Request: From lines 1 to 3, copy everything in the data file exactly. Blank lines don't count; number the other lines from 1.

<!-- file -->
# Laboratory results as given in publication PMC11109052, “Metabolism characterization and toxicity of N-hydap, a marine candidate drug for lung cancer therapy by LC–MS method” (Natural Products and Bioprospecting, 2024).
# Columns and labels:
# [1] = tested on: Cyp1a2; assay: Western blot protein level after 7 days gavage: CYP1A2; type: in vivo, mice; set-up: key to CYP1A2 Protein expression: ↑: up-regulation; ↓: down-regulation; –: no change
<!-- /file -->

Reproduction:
# Laboratory results as given in publication PMC11109052, “Metabolism characterization and toxicity of N-hydap, a marine candidate drug for lung cancer therapy by LC–MS method” (Natural Products and Bioprospecting, 2024).
# Columns and labels:
# [1] = tested on: Cyp1a2; assay: Western blot protein level after 7 days gavage: CYP1A2; type: in vivo, mice; set-up: key to CYP1A2 Protein expression: ↑: up-regulation; ↓: down-regulation; –: no change